In another blow to Egypt's democratic transition, representatives of the Muslim nation's three main Christian bodies jointly decided to end their participation in writing a new constitution.
"The constitution ... in its current form does not meet the desired national consensus and does not reflect the pluralistic identity of Egypt," said Bishop Pachomious, acting patriarch for the Coptic Orthodox Church. The announcement was made one day before Pope Tawadros II assumed the papal throne of St. Mark, the gospel writer.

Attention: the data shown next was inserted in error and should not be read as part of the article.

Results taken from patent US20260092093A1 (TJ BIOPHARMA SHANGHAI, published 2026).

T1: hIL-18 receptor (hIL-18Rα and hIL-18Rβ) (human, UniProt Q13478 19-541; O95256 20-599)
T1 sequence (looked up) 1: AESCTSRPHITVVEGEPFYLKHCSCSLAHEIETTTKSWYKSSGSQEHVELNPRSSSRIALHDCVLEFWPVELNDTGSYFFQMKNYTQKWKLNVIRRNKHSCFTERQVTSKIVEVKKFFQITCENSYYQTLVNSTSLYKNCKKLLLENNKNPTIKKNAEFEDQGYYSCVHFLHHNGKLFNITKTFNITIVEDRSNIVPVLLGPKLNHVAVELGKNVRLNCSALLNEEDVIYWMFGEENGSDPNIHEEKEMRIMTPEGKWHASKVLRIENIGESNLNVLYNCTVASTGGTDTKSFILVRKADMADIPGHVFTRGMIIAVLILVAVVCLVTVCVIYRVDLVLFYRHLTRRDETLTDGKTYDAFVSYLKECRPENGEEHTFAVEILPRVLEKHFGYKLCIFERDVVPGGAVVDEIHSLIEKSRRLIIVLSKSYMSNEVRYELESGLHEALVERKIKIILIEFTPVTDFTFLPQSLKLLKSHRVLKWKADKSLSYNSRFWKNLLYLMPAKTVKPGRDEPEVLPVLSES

A primary complaint is over the role of shari'ah. Article Two of Egypt's 1971 constitution, as well as the current draft of the new constitution, enshrines the "principles" of shari'ah to be the primary source of legislation. Pope Tawadros does not dispute the article as currently defined–including its designation of Islam as the religion of the state. But all churches reject its expansion.
"They left Article Two as is, but then added another article defining the principles of ...1